In some embodiments, transmission media may be “configured” to bear an output or implementation (a) by causing a channel in a medium to convey a portion thereof or (b) by constituting, adapting, addressing, or otherwise linking to such media in some other mode that depends upon one or more atypical traits of the partial or whole output or implementation. Data-holding elements of media may likewise be “configured” to bear an output or implementation portion (a) by holding the portion in a storage or memory location or (b) by constituting, adapting, addressing, or otherwise linking to such media in some other mode that depends upon one or more atypical traits of the partial or whole output or implementation. Such atypical traits may include a name, address, portion identifier, functional description, or the like sufficient to distinguish the output, implementation, or portion from a generic object.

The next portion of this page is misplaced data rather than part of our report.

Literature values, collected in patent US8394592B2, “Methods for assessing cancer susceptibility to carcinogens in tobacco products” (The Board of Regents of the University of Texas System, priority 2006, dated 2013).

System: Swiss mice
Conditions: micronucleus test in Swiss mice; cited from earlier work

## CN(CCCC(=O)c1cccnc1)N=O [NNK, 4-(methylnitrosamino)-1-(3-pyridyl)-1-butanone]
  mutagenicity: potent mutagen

In some embodiments described herein, “logic” and similar implementations can include software or other control structures operable to guide device operation. Electronic circuitry, for example, can manifest one or more paths of electrical current constructed and arranged to implement various logic functions as described herein. In some embodiments, one or more media are “configured to bear” a device-detectable implementation if such media hold or transmit a special-purpose device instruction set operable to perform a novel method as described herein. Alternatively or additionally, in some variants, an implementation may include special-purpose hardware or firmware components or general-purpose components executing or otherwise invoking special-purpose components. Specifications or other implementations may be transmitted by one or more instances of transmission media as described herein, optionally by packet transmission or otherwise by passing through distributed media at various times.